You Were Never Really Here Movie Review (Spoiler Free)
Joaquin Phoenix gives one of his best portrayals, in this explosive tale that combines the likes of Taxi Driver, Taken, Psycho and Drive.
Genre: Crime / Drama / Thriller
Director: Lynne Ramsay Cast: Joaquin Phoenix, Ekaterina Samsonov, Judith Roberts, Dante Pereira-Olson, John Doman, Frank Pando & Alex Manette.
Run Time: 89 min.
US Release: 06 April 2018
UK Release: 09 March 2018
German Release: 26 April 2018
You Were Never Really Here, also known as A Beautiful Day in non-English speaking European countries, is a psychological crime-drama based on the 2013 novella of the same name, written by Jonathan Ames. Directed and adapted by Scottish filmmaker Lynne Ramsay, this dark and violent thriller managed to catch my full attention from the opening sequence onwards. However, it is not an easy film to indulge in, as the matter of the subject can be off-putting, while its graphic violence is used as a shock factor. I, on the other hand, was blown away by its premise, never having read the book.
Joe, a grizzled and traumatised Gulf War veteran, is working as a hired gun who lives with his elderly mother. Specialised in recovering missing teens and returning from yet another successfully job, he is given a mission to recover Nina, the 13-year-old daughter of an ambitious New York senator. He soon learns, however, that there is more to the story than he was let to believe.
Ames’ book was described as using minimalistic literary features to drive a fast-paced thriller while building a solid main character. Ramsay took precisely the same approach with this version of the novella, swaying away from a plot that is driven by its narrative and instead, letting the cinematography unravel the tale on screen. The result is a beautifully crafted character study of the main character Joe, who suffers from PTSD. While the movie is of intense violent nature, depicting the criminal branch of child sex trade and prostitution, the plot structure is used as a metaphor for the protagonist’s fractured mind.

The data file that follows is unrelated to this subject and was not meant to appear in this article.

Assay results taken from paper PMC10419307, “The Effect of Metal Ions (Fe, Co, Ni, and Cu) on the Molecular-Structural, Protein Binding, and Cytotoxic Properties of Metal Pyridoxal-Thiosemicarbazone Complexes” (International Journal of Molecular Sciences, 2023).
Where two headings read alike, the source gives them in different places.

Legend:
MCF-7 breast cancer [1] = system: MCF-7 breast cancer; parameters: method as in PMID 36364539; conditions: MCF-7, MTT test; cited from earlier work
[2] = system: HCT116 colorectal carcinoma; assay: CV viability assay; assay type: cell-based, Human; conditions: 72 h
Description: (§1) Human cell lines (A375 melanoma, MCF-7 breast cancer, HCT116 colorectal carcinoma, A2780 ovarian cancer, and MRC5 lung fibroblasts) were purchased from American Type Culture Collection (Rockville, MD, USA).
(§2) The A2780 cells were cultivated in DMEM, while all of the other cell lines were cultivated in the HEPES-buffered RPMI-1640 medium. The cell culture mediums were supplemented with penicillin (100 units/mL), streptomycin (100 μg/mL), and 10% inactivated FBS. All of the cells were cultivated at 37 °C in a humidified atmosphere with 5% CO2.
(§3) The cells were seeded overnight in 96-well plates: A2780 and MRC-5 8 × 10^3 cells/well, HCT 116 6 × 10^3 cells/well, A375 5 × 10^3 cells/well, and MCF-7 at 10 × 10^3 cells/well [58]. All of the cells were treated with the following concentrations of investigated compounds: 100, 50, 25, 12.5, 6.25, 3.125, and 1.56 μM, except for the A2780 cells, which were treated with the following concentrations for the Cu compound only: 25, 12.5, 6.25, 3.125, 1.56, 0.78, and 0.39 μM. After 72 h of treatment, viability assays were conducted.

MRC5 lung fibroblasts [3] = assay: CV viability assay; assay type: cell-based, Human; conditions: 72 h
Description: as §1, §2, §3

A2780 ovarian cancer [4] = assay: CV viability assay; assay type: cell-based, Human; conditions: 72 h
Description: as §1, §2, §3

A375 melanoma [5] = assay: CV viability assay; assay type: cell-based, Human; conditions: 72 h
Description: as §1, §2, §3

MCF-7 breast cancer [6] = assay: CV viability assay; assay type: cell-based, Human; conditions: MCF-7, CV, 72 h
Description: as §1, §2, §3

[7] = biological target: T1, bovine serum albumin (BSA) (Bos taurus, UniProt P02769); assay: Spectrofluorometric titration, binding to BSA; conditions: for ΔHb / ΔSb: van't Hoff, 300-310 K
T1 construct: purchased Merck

The dialogue is kept at a minimum, not spoon-feeding the audience with heavy expository talks. It is only used when absolutely necessary or as a tool, to show some of the more suave sides of the primary persona. This helps to build up more tension, intensifying the experience in theatres.
Joaquin Phoenix, who plays the protagonist Joe, gives one of his most memorable renditions. Joe is a man capable of unbelievable brutality, yet, he also surprises with the quiet and tender nature that he has when dealing with children and women. He is especially carrying about his mother, possibly because both suffered from intense beatings from his father when he was a child. This psychological trauma manifests in violent outbursts, which he uses when working as a hitman, saving underage children from sex traffickers. On top of that comes a turbulent past in the military and FBI, causing further mental damage in the form of PTSD and suicidal thoughts.